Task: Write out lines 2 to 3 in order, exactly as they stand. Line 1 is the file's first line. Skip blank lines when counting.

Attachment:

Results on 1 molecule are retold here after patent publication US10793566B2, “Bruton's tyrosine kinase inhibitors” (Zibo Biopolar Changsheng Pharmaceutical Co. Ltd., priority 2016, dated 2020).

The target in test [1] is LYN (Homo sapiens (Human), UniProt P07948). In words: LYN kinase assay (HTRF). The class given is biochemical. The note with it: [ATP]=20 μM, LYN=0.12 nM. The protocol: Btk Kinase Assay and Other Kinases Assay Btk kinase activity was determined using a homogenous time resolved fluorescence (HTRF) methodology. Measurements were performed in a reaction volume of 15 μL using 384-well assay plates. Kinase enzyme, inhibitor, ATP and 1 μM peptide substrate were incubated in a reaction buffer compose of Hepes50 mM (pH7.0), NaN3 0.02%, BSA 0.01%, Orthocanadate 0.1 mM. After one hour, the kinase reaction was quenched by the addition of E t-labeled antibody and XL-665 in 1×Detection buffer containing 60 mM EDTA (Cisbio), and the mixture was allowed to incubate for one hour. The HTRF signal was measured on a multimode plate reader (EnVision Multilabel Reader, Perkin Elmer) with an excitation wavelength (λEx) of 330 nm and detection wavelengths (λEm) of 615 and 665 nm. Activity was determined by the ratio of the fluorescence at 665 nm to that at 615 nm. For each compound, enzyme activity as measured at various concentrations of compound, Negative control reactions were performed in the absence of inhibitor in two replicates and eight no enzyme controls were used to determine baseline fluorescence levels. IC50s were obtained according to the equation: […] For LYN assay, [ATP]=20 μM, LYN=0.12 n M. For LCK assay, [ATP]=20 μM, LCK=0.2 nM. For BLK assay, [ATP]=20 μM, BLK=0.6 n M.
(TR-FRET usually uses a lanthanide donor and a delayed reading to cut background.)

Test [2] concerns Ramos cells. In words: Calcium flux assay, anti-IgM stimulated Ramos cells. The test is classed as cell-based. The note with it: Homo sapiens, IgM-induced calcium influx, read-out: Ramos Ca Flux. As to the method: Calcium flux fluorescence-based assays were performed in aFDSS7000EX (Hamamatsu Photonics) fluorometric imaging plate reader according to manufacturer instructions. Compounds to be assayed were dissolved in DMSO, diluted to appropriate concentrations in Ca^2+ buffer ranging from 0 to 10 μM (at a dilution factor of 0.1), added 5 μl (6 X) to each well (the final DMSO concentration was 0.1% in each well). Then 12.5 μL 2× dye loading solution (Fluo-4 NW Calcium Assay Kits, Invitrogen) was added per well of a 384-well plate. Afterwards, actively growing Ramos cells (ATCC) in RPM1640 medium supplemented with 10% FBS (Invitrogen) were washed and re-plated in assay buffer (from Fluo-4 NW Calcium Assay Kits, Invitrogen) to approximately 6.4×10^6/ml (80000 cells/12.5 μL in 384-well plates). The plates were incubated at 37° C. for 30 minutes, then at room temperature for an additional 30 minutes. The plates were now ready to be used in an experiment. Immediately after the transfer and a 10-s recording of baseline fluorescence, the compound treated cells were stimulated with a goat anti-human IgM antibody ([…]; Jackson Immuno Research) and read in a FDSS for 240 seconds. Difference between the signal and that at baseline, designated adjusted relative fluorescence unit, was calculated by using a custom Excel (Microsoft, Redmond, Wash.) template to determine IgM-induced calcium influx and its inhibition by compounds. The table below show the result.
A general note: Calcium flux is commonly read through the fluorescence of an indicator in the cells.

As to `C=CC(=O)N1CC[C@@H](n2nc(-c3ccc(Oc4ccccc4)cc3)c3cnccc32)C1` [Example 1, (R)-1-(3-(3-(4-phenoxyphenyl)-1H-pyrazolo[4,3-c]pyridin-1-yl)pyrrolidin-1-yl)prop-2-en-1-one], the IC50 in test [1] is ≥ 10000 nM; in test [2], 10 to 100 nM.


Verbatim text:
The target in test [1] is LYN (Homo sapiens (Human), UniProt P07948). In words: LYN kinase assay (HTRF). The class given is biochemical. The note with it: [ATP]=20 μM, LYN=0.12 nM. The protocol: Btk Kinase Assay and Other Kinases Assay Btk kinase activity was determined using a homogenous time resolved fluorescence (HTRF) methodology. Measurements were performed in a reaction volume of 15 μL using 384-well assay plates. Kinase enzyme, inhibitor, ATP and 1 μM peptide substrate were incubated in a reaction buffer compose of Hepes50 mM (pH7.0), NaN3 0.02%, BSA 0.01%, Orthocanadate 0.1 mM. After one hour, the kinase reaction was quenched by the addition of E t-labeled antibody and XL-665 in 1×Detection buffer containing 60 mM EDTA (Cisbio), and the mixture was allowed to incubate for one hour. The HTRF signal was measured on a multimode plate reader (EnVision Multilabel Reader, Perkin Elmer) with an excitation wavelength (λEx) of 330 nm and detection wavelengths (λEm) of 615 and 665 nm. Activity was determined by the ratio of the fluorescence at 665 nm to that at 615 nm. For each compound, enzyme activity as measured at various concentrations of compound, Negative control reactions were performed in the absence of inhibitor in two replicates and eight no enzyme controls were used to determine baseline fluorescence levels. IC50s were obtained according to the equation: […] For LYN assay, [ATP]=20 μM, LYN=0.12 n M. For LCK assay, [ATP]=20 μM, LCK=0.2 nM. For BLK assay, [ATP]=20 μM, BLK=0.6 n M.
(TR-FRET usually uses a lanthanide donor and a delayed reading to cut background.)